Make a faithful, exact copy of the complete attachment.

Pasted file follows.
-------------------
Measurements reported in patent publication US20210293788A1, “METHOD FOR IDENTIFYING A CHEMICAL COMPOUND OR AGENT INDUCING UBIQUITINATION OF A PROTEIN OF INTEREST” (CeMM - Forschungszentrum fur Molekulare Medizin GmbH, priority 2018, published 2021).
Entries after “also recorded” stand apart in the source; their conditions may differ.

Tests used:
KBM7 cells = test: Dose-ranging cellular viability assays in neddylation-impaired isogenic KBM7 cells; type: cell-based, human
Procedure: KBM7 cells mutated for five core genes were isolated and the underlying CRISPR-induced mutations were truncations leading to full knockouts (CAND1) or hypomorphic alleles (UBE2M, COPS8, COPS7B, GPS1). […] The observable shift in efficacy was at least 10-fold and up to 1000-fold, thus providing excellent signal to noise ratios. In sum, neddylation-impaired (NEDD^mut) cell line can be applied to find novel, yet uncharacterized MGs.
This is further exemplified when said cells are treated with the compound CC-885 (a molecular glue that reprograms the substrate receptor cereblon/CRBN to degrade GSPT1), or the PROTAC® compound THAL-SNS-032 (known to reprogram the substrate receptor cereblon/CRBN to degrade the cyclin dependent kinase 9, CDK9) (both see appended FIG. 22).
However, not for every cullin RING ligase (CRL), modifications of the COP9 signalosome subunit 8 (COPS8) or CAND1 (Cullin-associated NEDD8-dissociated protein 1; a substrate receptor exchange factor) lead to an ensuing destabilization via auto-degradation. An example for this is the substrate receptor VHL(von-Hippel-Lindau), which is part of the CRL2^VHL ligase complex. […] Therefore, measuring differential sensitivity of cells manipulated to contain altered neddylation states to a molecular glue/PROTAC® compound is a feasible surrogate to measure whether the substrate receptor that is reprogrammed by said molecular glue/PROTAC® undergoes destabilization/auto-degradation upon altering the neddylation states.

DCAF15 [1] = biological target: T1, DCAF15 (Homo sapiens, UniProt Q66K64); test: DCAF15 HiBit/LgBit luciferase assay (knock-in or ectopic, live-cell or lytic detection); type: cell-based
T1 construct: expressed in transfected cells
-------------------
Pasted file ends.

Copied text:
Measurements reported in patent publication US20210293788A1, “METHOD FOR IDENTIFYING A CHEMICAL COMPOUND OR AGENT INDUCING UBIQUITINATION OF A PROTEIN OF INTEREST” (CeMM - Forschungszentrum fur Molekulare Medizin GmbH, priority 2018, published 2021).
Entries after “also recorded” stand apart in the source; their conditions may differ.

Tests used:
KBM7 cells = test: Dose-ranging cellular viability assays in neddylation-impaired isogenic KBM7 cells; type: cell-based, human
Procedure: KBM7 cells mutated for five core genes were isolated and the underlying CRISPR-induced mutations were truncations leading to full knockouts (CAND1) or hypomorphic alleles (UBE2M, COPS8, COPS7B, GPS1). […] The observable shift in efficacy was at least 10-fold and up to 1000-fold, thus providing excellent signal to noise ratios. In sum, neddylation-impaired (NEDD^mut) cell line can be applied to find novel, yet uncharacterized MGs.
This is further exemplified when said cells are treated with the compound CC-885 (a molecular glue that reprograms the substrate receptor cereblon/CRBN to degrade GSPT1), or the PROTAC® compound THAL-SNS-032 (known to reprogram the substrate receptor cereblon/CRBN to degrade the cyclin dependent kinase 9, CDK9) (both see appended FIG. 22).
However, not for every cullin RING ligase (CRL), modifications of the COP9 signalosome subunit 8 (COPS8) or CAND1 (Cullin-associated NEDD8-dissociated protein 1; a substrate receptor exchange factor) lead to an ensuing destabilization via auto-degradation. An example for this is the substrate receptor VHL(von-Hippel-Lindau), which is part of the CRL2^VHL ligase complex. […] Therefore, measuring differential sensitivity of cells manipulated to contain altered neddylation states to a molecular glue/PROTAC® compound is a feasible surrogate to measure whether the substrate receptor that is reprogrammed by said molecular glue/PROTAC® undergoes destabilization/auto-degradation upon altering the neddylation states.

DCAF15 [1] = biological target: T1, DCAF15 (Homo sapiens, UniProt Q66K64); test: DCAF15 HiBit/LgBit luciferase assay (knock-in or ectopic, live-cell or lytic detection); type: cell-based
T1 construct: expressed in transfected cells